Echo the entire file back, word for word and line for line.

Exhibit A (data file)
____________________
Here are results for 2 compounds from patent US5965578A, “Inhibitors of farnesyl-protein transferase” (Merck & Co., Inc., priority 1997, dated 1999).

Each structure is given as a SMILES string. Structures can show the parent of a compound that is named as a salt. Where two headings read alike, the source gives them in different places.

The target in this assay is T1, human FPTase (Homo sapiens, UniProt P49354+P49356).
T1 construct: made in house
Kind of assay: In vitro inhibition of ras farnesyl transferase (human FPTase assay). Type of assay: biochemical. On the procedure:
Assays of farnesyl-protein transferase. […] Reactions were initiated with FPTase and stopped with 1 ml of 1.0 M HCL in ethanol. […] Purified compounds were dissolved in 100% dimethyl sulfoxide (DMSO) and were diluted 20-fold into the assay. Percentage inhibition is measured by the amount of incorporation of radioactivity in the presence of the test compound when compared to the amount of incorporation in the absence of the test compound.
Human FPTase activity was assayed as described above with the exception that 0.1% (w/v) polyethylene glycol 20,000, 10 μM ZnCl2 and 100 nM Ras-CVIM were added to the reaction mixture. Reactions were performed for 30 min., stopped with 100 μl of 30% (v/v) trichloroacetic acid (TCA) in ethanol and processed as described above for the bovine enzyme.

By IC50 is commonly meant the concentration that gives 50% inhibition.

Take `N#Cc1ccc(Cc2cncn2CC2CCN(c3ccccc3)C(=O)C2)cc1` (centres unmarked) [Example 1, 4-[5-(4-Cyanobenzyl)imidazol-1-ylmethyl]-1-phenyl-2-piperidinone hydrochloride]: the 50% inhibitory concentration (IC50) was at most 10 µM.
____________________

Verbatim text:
Here are results for 2 compounds from patent US5965578A, “Inhibitors of farnesyl-protein transferase” (Merck & Co., Inc., priority 1997, dated 1999).

Each structure is given as a SMILES string. Structures can show the parent of a compound that is named as a salt. Where two headings read alike, the source gives them in different places.

The target in this assay is T1, human FPTase (Homo sapiens, UniProt P49354+P49356).
T1 construct: made in house
Kind of assay: In vitro inhibition of ras farnesyl transferase (human FPTase assay). Type of assay: biochemical. On the procedure:
Assays of farnesyl-protein transferase. […] Reactions were initiated with FPTase and stopped with 1 ml of 1.0 M HCL in ethanol. […] Purified compounds were dissolved in 100% dimethyl sulfoxide (DMSO) and were diluted 20-fold into the assay. Percentage inhibition is measured by the amount of incorporation of radioactivity in the presence of the test compound when compared to the amount of incorporation in the absence of the test compound.
Human FPTase activity was assayed as described above with the exception that 0.1% (w/v) polyethylene glycol 20,000, 10 μM ZnCl2 and 100 nM Ras-CVIM were added to the reaction mixture. Reactions were performed for 30 min., stopped with 100 μl of 30% (v/v) trichloroacetic acid (TCA) in ethanol and processed as described above for the bovine enzyme.

By IC50 is commonly meant the concentration that gives 50% inhibition.

Take `N#Cc1ccc(Cc2cncn2CC2CCN(c3ccccc3)C(=O)C2)cc1` (centres unmarked) [Example 1, 4-[5-(4-Cyanobenzyl)imidazol-1-ylmethyl]-1-phenyl-2-piperidinone hydrochloride]: the 50% inhibitory concentration (IC50) was at most 10 µM.